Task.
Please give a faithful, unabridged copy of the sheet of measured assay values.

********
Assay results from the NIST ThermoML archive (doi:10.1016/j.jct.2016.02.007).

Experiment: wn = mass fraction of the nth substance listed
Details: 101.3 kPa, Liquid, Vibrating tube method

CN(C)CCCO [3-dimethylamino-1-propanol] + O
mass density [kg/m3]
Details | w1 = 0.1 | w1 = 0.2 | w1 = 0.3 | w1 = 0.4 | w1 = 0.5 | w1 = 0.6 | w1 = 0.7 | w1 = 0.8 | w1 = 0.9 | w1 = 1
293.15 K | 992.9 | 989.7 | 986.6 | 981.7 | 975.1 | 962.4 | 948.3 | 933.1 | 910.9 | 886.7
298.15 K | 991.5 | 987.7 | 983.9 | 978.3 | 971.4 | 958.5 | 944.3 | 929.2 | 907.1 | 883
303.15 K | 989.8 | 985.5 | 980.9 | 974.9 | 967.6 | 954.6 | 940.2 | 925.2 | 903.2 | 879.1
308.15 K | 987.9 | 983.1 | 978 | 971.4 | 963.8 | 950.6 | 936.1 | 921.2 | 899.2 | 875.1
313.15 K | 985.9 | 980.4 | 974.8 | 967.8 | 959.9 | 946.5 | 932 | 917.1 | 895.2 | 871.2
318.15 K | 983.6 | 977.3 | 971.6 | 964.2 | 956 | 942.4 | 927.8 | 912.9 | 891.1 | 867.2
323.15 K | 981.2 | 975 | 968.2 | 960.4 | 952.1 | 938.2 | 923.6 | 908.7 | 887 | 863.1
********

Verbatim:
Assay results from the NIST ThermoML archive (doi:10.1016/j.jct.2016.02.007).

Experiment: wn = mass fraction of the nth substance listed
Details: 101.3 kPa, Liquid, Vibrating tube method

CN(C)CCCO [3-dimethylamino-1-propanol] + O
mass density [kg/m3]
Details | w1 = 0.1 | w1 = 0.2 | w1 = 0.3 | w1 = 0.4 | w1 = 0.5 | w1 = 0.6 | w1 = 0.7 | w1 = 0.8 | w1 = 0.9 | w1 = 1
293.15 K | 992.9 | 989.7 | 986.6 | 981.7 | 975.1 | 962.4 | 948.3 | 933.1 | 910.9 | 886.7
298.15 K | 991.5 | 987.7 | 983.9 | 978.3 | 971.4 | 958.5 | 944.3 | 929.2 | 907.1 | 883
303.15 K | 989.8 | 985.5 | 980.9 | 974.9 | 967.6 | 954.6 | 940.2 | 925.2 | 903.2 | 879.1
308.15 K | 987.9 | 983.1 | 978 | 971.4 | 963.8 | 950.6 | 936.1 | 921.2 | 899.2 | 875.1
313.15 K | 985.9 | 980.4 | 974.8 | 967.8 | 959.9 | 946.5 | 932 | 917.1 | 895.2 | 871.2
318.15 K | 983.6 | 977.3 | 971.6 | 964.2 | 956 | 942.4 | 927.8 | 912.9 | 891.1 | 867.2
323.15 K | 981.2 | 975 | 968.2 | 960.4 | 952.1 | 938.2 | 923.6 | 908.7 | 887 | 863.1